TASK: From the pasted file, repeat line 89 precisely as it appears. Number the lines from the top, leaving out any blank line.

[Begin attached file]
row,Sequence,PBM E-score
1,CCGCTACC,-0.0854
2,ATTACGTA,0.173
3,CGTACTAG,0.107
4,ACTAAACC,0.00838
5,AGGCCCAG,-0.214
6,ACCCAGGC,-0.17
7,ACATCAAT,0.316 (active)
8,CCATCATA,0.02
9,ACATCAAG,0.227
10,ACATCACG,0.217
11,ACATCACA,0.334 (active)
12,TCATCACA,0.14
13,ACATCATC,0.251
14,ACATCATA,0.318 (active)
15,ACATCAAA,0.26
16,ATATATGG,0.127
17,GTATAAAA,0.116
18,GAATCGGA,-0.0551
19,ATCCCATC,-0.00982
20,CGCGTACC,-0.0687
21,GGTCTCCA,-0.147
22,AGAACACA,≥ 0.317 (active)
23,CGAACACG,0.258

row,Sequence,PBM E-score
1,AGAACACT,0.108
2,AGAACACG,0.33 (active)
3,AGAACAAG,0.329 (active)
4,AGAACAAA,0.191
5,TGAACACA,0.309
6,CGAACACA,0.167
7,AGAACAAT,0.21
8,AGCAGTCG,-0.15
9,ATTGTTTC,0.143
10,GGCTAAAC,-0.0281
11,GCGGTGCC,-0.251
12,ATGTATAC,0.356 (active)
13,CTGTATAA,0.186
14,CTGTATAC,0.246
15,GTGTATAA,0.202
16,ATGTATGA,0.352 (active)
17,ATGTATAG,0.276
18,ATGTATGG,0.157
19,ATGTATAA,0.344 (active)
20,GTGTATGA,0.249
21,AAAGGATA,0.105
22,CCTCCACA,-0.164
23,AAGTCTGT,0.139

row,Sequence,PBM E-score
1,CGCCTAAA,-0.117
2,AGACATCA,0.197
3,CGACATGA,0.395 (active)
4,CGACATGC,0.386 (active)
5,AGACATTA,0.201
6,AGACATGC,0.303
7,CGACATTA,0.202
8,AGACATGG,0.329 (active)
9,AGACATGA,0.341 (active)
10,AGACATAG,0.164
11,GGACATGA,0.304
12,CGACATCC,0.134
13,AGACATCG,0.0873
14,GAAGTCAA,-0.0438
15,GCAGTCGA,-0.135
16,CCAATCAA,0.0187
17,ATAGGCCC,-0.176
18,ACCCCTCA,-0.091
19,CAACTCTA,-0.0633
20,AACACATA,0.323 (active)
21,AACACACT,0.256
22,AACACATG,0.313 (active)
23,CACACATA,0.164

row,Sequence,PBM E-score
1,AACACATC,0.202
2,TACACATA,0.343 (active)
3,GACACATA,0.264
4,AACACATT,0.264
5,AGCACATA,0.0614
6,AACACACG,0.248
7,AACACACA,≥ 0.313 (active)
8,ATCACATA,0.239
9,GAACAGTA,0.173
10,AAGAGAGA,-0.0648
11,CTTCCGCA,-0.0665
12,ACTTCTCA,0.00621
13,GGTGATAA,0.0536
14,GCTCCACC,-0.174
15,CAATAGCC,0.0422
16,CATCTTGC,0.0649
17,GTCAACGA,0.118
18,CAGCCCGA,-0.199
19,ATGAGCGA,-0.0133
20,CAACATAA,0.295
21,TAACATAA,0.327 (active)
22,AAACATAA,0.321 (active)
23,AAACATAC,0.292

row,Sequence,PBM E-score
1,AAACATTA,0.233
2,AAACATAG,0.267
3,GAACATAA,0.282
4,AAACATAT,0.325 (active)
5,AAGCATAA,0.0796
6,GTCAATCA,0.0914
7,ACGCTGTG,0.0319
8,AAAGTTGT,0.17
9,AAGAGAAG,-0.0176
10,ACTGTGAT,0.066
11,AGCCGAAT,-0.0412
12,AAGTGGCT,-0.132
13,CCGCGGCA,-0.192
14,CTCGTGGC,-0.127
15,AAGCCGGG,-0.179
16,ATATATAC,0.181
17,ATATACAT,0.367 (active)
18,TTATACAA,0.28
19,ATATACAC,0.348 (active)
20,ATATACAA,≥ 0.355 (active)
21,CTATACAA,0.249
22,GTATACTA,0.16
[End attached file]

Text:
16,CATCTTGC,0.0649